A Game of Jenga<p>Think of it as a game of Jenga and the planet's climate system as the tower. For generations, we have been slowly removing blocks. But at some point, we will remove a pivotal block, such as the collapse of one of the major global ocean circulation systems, for example the Atlantic Meridional Overturning Circulation (AMOC), that will cause all or part of the global climate system to fall into a planetary emergency.</p><p>But worse still, it could cause runaway damage: Where the tipping points form a domino-like cascade, where breaching one triggers breaches of others, creating an unstoppable shift to a radically and swiftly changing climate.</p><p>One of the most concerning tipping points is mass methane release. Methane can be found in deep freeze storage within permafrost and at the bottom of the deepest oceans in the form of methane hydrates. But rising sea and air temperatures are beginning to thaw these stores of methane.</p><p>This would release a powerful greenhouse gas into the atmosphere, 30-times more potent than carbon dioxide as a global warming agent. This would drastically increase temperatures and rush us towards the breach of other tipping points.</p><p>This could include the acceleration of ice thaw on all three of the globe's large, land-based ice sheets – Greenland, West Antarctica and the Wilkes Basin in East Antarctica. The potential collapse of the West Antarctic ice sheet is seen as a key tipping point, as its loss could eventually <a href="https://science.sciencemag.org/content/324/5929/901" target="_blank">raise global sea levels by 3.3 meters</a> with important regional variations.</p><p>More than that, we would be on the irreversible path to full land-ice melt, causing sea levels to rise by up to 30 meters, roughly at the rate of two meters per century, or maybe faster. Just look at the raised beaches around the world, at the last high stand of global sea level, at the end of the Pleistocene period around 120,0000 years ago, to see the evidence of such a warm world, which was just 2°C warmer than the present day.</p>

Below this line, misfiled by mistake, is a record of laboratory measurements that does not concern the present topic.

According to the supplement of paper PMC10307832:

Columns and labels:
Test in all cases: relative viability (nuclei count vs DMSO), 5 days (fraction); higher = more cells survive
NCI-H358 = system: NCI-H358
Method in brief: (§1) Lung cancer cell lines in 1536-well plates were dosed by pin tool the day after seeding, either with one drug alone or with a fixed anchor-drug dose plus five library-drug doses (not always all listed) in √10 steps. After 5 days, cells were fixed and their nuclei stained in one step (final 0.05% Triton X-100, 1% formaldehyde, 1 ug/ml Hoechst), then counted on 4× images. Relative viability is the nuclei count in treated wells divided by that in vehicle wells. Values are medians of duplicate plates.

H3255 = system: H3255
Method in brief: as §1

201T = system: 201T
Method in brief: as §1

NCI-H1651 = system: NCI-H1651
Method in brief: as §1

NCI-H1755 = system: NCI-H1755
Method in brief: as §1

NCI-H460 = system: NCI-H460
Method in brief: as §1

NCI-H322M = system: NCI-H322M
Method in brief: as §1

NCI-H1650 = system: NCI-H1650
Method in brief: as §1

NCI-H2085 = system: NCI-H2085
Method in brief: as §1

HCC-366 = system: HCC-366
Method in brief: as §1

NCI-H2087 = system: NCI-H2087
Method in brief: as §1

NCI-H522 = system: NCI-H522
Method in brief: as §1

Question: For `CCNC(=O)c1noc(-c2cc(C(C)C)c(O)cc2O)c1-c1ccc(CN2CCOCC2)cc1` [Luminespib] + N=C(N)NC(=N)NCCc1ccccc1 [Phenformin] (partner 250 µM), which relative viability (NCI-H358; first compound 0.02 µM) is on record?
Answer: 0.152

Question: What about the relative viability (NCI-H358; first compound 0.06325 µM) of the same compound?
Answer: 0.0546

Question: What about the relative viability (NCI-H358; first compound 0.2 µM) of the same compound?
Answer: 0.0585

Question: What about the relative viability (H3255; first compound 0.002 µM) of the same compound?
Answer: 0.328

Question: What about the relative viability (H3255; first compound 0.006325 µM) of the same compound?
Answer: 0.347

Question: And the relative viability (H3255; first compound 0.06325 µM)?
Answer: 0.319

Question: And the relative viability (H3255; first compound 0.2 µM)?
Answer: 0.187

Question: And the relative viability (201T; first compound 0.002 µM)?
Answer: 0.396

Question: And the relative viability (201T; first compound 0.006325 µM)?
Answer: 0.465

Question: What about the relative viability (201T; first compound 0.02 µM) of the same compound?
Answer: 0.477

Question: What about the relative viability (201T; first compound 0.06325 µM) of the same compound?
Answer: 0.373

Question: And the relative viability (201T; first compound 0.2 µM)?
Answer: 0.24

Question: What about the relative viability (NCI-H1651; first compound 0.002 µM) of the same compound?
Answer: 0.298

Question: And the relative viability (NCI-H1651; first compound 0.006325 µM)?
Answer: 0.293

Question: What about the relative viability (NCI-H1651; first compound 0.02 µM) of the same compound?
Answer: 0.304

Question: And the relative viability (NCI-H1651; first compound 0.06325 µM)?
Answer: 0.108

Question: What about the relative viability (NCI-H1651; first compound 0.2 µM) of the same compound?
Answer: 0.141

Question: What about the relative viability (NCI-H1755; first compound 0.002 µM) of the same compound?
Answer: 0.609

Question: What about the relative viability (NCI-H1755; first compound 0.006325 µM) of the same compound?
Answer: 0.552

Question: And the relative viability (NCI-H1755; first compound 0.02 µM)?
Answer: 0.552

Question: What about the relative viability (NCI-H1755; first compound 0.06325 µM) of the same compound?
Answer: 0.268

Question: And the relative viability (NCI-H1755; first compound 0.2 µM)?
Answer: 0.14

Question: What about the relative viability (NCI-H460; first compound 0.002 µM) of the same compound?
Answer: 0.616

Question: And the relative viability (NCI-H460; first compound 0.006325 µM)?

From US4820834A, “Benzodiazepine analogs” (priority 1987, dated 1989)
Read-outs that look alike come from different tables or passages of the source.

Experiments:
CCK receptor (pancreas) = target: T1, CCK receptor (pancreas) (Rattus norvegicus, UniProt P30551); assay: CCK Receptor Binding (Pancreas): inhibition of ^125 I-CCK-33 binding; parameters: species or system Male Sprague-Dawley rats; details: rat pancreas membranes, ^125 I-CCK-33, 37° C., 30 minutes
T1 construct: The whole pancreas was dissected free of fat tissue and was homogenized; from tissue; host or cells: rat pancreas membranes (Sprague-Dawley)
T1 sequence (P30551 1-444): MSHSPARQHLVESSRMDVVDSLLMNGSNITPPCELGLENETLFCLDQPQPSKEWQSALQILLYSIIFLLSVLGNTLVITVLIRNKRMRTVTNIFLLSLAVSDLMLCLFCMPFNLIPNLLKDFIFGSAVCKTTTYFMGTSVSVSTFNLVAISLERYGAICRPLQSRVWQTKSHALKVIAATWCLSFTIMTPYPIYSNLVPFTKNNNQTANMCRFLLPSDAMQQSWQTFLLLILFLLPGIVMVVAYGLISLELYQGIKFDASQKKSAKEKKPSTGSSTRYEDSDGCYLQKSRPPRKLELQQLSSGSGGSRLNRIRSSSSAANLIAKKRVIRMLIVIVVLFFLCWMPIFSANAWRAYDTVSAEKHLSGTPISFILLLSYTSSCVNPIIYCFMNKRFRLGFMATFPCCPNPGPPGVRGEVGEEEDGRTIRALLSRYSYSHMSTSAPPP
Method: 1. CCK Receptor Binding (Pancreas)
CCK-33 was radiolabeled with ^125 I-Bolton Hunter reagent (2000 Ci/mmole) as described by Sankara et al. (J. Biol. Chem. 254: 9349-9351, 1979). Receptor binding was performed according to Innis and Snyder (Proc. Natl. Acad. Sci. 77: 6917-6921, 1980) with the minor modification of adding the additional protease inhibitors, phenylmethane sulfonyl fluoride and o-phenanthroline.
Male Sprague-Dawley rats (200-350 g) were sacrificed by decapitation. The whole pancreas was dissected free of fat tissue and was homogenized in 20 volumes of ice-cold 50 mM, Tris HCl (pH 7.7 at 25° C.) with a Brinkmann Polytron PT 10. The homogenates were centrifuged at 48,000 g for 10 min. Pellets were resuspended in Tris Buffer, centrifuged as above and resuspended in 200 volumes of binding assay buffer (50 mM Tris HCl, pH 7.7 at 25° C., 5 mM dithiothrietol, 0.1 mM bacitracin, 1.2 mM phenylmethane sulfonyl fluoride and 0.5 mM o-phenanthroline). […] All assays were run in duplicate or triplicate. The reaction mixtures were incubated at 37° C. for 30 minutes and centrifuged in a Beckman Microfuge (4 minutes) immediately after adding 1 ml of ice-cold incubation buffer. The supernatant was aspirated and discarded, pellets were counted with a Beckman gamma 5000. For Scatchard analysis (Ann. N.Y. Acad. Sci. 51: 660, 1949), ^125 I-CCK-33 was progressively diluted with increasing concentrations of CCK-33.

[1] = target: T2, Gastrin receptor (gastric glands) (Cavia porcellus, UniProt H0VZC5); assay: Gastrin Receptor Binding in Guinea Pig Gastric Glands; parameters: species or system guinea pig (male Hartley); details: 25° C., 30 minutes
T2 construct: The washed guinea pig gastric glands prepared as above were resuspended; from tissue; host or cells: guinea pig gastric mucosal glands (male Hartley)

Cutting Off Circulation<p>As well as devastating low-lying and coastal areas around the world, melting polar ice could set off another tipping point: a disablement to the AMOC.</p><p>This circulation system drives a northward flow of warm, salty water on the upper layers of the ocean from the tropics to the northeast Atlantic region, and a southward flow of cold water deep in the ocean.</p><p>The ocean conveyor belt has a major effect on the climate, seasonal cycles and temperature in western and northern Europe. It means the region is warmer than other areas of similar latitude.</p><p>But melting ice from the Greenland ice sheet could threaten the AMOC system. It would dilute the salty sea water in the north Atlantic, making the water lighter and less able or unable to sink. This would slow the engine that drives this ocean circulation.</p><p><a href="https://www.carbonbrief.org/atlantic-conveyor-belt-has-slowed-15-per-cent-since-mid-twentieth-century" target="_blank">Recent research</a> suggests the AMOC has already weakened by around 15% since the middle of the 20th century. If this continues, it could have a major impact on the climate of the northern hemisphere, but particularly Europe. It may even lead to the <a href="https://ore.exeter.ac.uk/repository/handle/10871/39731?show=full" target="_blank" rel="noopener noreferrer">cessation of arable farming</a> in the UK, for instance.</p><p>It may also reduce rainfall over the Amazon basin, impact the monsoon systems in Asia and, by bringing warm waters into the Southern Ocean, further destabilize ice in Antarctica and accelerate global sea level rise.</p>